Chris
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Old 08-06-2012, 09:05 PM   #399
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Finished running the propane lines on Sunday.


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Here’s the manifold mounted under the fresh water tank. I took an idea from the new Airstreams we’ve looked at and covered all the propane lines with pex tubing. ¾” pex (red in the picture) fits the ½” propane line, and ½” pex (white) fits the 3/8” propane lines. This view is looking under the trailer from the door side, right behind the steps. The propane line on the right comes from the tanks. The branches coming toward you are for the stove and furnace, the one going away from you is for the fridge, and the one going to the right is for the water heater. It feeds above the axles and heads to the rear of the trailer.


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Here’s the water heater propane line at the rear of the trailer. From above the axles, it drops below the second gray tank, and then threads its way over the black water drain and on to the other side of the trailer. The red and blue pex lines coming out from the bottom of the trailer are the low point drains.


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Here the propane line for the water heater goes up into the trailer. The extra flair coupling is what happens when you push too hard on the propane line and it kinks…


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Last week, I took the old aluminum propane tanks we acquired up to Farrell Gas had had them install OPD valves and re-certify the tanks. Cost $23 total for each tank to have a new valve installed and be recertified. The recertification is good for 5 years. Had them filled while I was there too.

The rod laying on the tongue is the new rod to hold the tanks and regulator in place. Getting the old one off was a royal PITA. It snapped off cleanly right at the point where it goes into the mounting tube welded on the tongue. I tried to drill the old rod out, only to discover it had a pin though it and the tube. The pin must be hardened steel. Drilling though it was going to be impossible, and it was so rusted in place, it wouldn’t budge for love nor money. After messing with it for an hour or so, I did the sensible thing and cut the entire tube off the tongue. 2 minutes with a cut off wheel on my angle grinder.


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Here’s the new mounting tube for the propane rod welded onto the tongue. Still need to install the threaded rod and re-pin it.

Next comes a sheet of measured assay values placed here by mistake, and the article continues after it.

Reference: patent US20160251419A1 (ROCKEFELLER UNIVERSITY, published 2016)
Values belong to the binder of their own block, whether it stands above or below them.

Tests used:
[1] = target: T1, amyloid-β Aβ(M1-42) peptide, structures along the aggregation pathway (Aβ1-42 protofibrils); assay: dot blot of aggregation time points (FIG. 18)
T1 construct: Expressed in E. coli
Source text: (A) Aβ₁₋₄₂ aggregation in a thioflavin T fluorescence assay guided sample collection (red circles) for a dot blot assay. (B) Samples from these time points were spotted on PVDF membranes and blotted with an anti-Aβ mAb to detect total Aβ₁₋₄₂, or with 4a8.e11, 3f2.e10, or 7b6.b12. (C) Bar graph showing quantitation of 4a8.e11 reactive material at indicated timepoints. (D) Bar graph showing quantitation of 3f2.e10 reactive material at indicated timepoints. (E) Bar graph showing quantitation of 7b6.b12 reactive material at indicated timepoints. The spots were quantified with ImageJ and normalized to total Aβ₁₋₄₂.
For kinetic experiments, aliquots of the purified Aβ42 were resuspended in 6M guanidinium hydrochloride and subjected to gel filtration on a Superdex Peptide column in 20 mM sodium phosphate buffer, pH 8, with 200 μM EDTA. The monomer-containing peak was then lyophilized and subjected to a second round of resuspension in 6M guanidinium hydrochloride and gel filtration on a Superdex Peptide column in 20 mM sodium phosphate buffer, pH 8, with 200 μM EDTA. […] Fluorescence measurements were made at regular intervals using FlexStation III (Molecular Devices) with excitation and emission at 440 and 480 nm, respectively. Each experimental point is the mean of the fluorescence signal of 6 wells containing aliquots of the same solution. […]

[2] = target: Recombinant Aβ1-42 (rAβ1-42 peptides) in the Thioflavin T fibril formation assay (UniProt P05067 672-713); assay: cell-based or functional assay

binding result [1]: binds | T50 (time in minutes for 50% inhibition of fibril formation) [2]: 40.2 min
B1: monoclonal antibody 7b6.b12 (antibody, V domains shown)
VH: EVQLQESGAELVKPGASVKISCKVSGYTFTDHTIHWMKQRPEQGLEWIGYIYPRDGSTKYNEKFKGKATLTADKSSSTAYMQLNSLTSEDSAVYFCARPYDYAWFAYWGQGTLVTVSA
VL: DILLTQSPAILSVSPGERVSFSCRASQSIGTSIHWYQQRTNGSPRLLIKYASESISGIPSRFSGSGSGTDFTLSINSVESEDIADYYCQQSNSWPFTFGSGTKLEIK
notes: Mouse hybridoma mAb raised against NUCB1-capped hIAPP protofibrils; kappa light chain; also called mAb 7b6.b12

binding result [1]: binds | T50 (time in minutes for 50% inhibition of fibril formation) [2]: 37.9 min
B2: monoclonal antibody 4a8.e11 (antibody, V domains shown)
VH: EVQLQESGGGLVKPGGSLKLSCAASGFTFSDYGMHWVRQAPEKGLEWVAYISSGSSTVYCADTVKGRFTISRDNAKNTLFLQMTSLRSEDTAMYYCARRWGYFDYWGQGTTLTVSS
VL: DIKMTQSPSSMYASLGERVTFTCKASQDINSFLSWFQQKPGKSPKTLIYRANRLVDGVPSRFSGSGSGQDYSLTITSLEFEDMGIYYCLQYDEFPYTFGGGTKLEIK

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While I was under the trailer this weekend, I was bothered that the mounting strap for the dump valve was several inches behind the valve. I placed it there because that’s where it could be riveted to the frame. It does provide a lot of support, but I thought the valve itself should be supported. So, I made another mounting strap and installed it on the inboard part of the valve. This will help support the gray drain line as well I think.

Back to inside stuff now.

Chris
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Old 08-09-2012, 07:31 PM   #400
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Finished installing the propane tank rod this evening. Primed the tube I welded on, and cut the rod to length. Drilled for and installed cotter pins to hold the rod and bottom two nuts in place.


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Have also been working on the kitchen cabinet. Built the face frame mostly. The top and bottom rails are connected together with the five stiles that define the openings. This weekend I’ll add the other pieces to define the drawer and door openings, and work on the end of the cabinet by the door.


Ordered drawer slides and hinges from Rockler today. Decided on full extension slides that are self closing. The hinges are also self closing. Pricey buggers... Hopefully they will have enough closing force to hold them closed while traveling. Time on the road will tell if they work as well as I hope or not.


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Kay finished the curtains for all the windows. She has all but the front window completely installed now with the top valance and bottom tracks to hold the curtains and the shades against the wall.